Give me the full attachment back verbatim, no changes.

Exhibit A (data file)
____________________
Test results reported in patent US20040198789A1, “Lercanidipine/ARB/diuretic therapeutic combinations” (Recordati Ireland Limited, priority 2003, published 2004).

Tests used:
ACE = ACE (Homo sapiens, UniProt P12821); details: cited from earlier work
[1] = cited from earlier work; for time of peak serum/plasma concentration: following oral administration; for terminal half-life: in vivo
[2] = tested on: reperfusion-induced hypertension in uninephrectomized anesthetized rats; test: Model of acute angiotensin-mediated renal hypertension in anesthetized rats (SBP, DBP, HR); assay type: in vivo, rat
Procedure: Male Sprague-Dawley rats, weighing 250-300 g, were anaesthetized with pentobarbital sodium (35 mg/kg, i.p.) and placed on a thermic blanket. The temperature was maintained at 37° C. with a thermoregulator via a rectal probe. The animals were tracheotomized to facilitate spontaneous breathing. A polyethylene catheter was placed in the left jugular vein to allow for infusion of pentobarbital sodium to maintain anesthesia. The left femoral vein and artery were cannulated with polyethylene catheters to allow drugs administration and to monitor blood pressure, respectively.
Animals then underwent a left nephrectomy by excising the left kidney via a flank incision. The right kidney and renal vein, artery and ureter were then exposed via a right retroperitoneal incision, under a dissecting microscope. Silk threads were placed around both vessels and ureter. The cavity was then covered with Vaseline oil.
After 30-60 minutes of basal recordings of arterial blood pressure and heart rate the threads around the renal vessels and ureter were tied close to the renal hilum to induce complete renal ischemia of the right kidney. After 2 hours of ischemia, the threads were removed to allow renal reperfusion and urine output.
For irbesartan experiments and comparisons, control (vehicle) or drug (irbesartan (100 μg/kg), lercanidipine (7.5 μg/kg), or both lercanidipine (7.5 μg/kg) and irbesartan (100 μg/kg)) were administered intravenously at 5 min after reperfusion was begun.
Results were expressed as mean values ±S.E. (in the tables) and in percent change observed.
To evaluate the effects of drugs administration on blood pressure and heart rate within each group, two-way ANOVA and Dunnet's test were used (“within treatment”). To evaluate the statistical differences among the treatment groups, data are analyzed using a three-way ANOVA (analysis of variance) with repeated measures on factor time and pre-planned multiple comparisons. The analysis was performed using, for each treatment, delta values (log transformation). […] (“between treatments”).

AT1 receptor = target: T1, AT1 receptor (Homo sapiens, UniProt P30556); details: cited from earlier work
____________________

Test results reported in patent US20040198789A1, “Lercanidipine/ARB/diuretic therapeutic combinations” (Recordati Ireland Limited, priority 2003, published 2004).

Tests used:
ACE = ACE (Homo sapiens, UniProt P12821); details: cited from earlier work
[1] = cited from earlier work; for time of peak serum/plasma concentration: following oral administration; for terminal half-life: in vivo
[2] = tested on: reperfusion-induced hypertension in uninephrectomized anesthetized rats; test: Model of acute angiotensin-mediated renal hypertension in anesthetized rats (SBP, DBP, HR); assay type: in vivo, rat
Procedure: Male Sprague-Dawley rats, weighing 250-300 g, were anaesthetized with pentobarbital sodium (35 mg/kg, i.p.) and placed on a thermic blanket. The temperature was maintained at 37° C. with a thermoregulator via a rectal probe. The animals were tracheotomized to facilitate spontaneous breathing. A polyethylene catheter was placed in the left jugular vein to allow for infusion of pentobarbital sodium to maintain anesthesia. The left femoral vein and artery were cannulated with polyethylene catheters to allow drugs administration and to monitor blood pressure, respectively.
Animals then underwent a left nephrectomy by excising the left kidney via a flank incision. The right kidney and renal vein, artery and ureter were then exposed via a right retroperitoneal incision, under a dissecting microscope. Silk threads were placed around both vessels and ureter. The cavity was then covered with Vaseline oil.
After 30-60 minutes of basal recordings of arterial blood pressure and heart rate the threads around the renal vessels and ureter were tied close to the renal hilum to induce complete renal ischemia of the right kidney. After 2 hours of ischemia, the threads were removed to allow renal reperfusion and urine output.
For irbesartan experiments and comparisons, control (vehicle) or drug (irbesartan (100 μg/kg), lercanidipine (7.5 μg/kg), or both lercanidipine (7.5 μg/kg) and irbesartan (100 μg/kg)) were administered intravenously at 5 min after reperfusion was begun.
Results were expressed as mean values ±S.E. (in the tables) and in percent change observed.
To evaluate the effects of drugs administration on blood pressure and heart rate within each group, two-way ANOVA and Dunnet's test were used (“within treatment”). To evaluate the statistical differences among the treatment groups, data are analyzed using a three-way ANOVA (analysis of variance) with repeated measures on factor time and pre-planned multiple comparisons. The analysis was performed using, for each treatment, delta values (log transformation). […] (“between treatments”).

AT1 receptor = target: T1, AT1 receptor (Homo sapiens, UniProt P30556); details: cited from earlier work